Three decades of research in the United States indicates that elderly Americans who are dying often spend their final days in pain and receiving treatments they would not choose. One in four deaths among older adults occur in or shortly after discharge from an intensive care unit, where there are well-documented problems with clinician-family communication and end-of-life care. These deficiencies are associated with high rates of adverse bereavement outcomes among family members, poorly informed treatment decisions, and high utilization of expensive, burdensome treatments at the end of life. Unfortunately, there are no practical, generalizable interventions proven effective in mitigating these three public health problems. In a study funded by the NIA (Beeson K23AG032875), we developed, refined, and successfully pilot tested the Four Supports Intervention, a multifaceted intervention in which a specially trained nurse intensively provides four types of support to surrogates in coordination with the clinical team: emotional support, communication support, decision support, and anticipatory grief support. The objective of this proposal is to conduct a multi- center efficacy trial of the Four Supports Intervention among 400 critically ill older adult. The central hypothesis is that by intensively supporting surrogates in this highly stressful circumstance, the Four Supports Intervention will improve key elements of decision making, decrease long-term psychological distress among surrogates, and achieve more patient-centered care near the end of life.
In Aim 1, we will use validated instruments to assess the intervention's impact on key elements of decision quality and the patient- centeredness of care decisions.
In Aim 2, we will assess the intervention's impact on surrogates' symptoms of anxiety, depression, PTSD, and complicated grief over 6 months of follow-up.
In Aim 3, we will conduct an economic evaluation of the intervention to determine the costs per patient of implementation, as well as the impact on health care costs during the index hospitalization and over 6 months of follow up. The research will have high impact if successful because it will yield a pragmatic solution to important public health problems that potentially affect more than 500,000 older adults who die annually in ICUs. The intervention is innovative in its theoretical grounding in decision psychology, the breadth and intensity of support provided to surrogates, and the strategy of training a nurse selected from the hospital's existing staff to deploy the intervention, rather than using specialized professionals who may not be widely available in U.S. hospitals. The work is feasible in our hands because our team of established investigators developed and successfully pilot-tested the intervention, and because we have a proven record of successfully conducting multi-center studies of surrogate decision making in ICUs.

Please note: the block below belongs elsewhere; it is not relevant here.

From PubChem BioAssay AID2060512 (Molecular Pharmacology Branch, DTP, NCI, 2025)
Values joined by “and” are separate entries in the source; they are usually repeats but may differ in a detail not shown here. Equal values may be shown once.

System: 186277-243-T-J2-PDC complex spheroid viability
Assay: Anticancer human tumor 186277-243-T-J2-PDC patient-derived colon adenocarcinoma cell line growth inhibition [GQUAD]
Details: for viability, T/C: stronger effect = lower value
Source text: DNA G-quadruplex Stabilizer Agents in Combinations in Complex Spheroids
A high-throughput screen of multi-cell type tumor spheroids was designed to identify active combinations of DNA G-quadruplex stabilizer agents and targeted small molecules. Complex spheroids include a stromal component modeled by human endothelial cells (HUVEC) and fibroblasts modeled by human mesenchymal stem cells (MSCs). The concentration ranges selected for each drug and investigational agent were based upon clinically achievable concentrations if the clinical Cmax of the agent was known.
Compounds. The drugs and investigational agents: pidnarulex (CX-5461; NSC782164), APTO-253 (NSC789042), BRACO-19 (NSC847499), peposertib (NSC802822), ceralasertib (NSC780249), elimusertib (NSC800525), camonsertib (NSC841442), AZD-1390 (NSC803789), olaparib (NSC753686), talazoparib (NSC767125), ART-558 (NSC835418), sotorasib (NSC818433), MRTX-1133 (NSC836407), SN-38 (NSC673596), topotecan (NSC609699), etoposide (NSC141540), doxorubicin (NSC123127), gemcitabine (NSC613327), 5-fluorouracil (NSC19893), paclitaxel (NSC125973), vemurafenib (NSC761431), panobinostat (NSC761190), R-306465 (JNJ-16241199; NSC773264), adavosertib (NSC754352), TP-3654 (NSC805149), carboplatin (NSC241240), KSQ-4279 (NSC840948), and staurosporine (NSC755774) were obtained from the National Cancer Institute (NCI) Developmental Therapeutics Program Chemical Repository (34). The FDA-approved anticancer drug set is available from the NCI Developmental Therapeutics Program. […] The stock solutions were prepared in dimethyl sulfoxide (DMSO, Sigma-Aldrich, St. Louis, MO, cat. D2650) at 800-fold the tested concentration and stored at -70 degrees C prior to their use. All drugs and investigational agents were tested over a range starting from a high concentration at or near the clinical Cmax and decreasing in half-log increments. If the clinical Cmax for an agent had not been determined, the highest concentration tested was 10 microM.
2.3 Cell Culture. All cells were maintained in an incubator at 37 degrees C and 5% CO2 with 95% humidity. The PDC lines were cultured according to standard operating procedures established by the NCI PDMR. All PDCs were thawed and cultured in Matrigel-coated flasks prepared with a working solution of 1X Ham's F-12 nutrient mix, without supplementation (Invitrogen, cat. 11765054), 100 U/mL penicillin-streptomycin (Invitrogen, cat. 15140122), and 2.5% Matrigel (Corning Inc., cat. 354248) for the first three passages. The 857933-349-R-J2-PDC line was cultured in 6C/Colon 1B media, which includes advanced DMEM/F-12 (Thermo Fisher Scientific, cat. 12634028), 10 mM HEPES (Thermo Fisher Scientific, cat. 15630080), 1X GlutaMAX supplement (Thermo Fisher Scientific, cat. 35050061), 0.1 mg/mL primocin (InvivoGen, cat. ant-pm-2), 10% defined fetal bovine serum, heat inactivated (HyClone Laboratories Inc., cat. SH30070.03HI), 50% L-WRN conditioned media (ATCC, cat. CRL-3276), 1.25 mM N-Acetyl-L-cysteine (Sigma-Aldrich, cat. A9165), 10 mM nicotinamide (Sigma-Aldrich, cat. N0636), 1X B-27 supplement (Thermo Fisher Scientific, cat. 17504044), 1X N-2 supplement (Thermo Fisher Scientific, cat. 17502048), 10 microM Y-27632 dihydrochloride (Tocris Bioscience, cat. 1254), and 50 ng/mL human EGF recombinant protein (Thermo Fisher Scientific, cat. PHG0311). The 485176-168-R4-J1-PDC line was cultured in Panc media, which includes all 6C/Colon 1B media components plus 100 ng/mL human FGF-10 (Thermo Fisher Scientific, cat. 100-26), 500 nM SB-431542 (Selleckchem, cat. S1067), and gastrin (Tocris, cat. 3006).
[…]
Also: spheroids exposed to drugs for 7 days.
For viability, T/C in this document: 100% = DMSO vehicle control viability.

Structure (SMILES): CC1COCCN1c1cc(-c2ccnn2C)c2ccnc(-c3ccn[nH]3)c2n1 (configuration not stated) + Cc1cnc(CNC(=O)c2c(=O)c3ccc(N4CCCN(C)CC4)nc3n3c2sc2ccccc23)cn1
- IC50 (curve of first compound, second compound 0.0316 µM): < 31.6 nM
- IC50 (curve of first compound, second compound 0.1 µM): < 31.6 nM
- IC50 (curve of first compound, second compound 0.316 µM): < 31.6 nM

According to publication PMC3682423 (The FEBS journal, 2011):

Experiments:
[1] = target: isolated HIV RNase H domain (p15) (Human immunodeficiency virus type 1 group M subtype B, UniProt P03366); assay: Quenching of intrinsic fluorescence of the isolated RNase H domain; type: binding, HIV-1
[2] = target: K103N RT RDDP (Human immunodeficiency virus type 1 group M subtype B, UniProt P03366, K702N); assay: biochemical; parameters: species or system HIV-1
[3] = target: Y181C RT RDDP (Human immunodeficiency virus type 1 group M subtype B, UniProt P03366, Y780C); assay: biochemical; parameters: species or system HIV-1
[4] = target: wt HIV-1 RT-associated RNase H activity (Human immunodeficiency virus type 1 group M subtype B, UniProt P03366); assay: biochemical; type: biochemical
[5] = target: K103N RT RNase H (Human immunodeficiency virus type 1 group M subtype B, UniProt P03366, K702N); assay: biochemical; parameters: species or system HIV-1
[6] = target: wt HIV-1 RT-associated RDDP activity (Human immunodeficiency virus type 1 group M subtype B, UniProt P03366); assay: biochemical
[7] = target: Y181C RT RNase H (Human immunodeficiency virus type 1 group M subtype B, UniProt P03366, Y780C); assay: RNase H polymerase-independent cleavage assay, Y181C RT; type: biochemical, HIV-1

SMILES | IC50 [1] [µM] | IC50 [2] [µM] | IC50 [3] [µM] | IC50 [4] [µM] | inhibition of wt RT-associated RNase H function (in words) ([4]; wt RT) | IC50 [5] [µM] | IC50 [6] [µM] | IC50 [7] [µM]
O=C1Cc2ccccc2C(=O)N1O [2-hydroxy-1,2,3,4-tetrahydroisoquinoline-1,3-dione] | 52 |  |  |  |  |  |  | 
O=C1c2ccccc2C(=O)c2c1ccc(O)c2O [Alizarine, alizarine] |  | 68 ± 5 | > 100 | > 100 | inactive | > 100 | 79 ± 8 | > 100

Twenty percent of deaths in the US occur in or shortly after a stay in an intensive care unit (ICU); families of gravely ill patients are often asked to participae in decisions about whether to continue life-sustaining treatment, but many families struggle to be active, informed participants because they receive inadequate support from clinicians. We will test the effectiveness of a novel, pragmatic intervention to overcome these problems, which employs a family support specialist to provide four types of support to the family throughout the hospitalization: emotional support, communication support, decision support, and for families of dying patients, anticipatory grief support. If successful, the intervention has the potential to substantially improve care for the roughly 500,000 older adults who die in ICUs annually.
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